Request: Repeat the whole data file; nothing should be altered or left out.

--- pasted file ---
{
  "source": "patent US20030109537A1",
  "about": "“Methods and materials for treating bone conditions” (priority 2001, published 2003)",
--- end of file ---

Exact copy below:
{
  "source": "patent US20030109537A1",
  "about": "“Methods and materials for treating bone conditions” (priority 2001, published 2003)",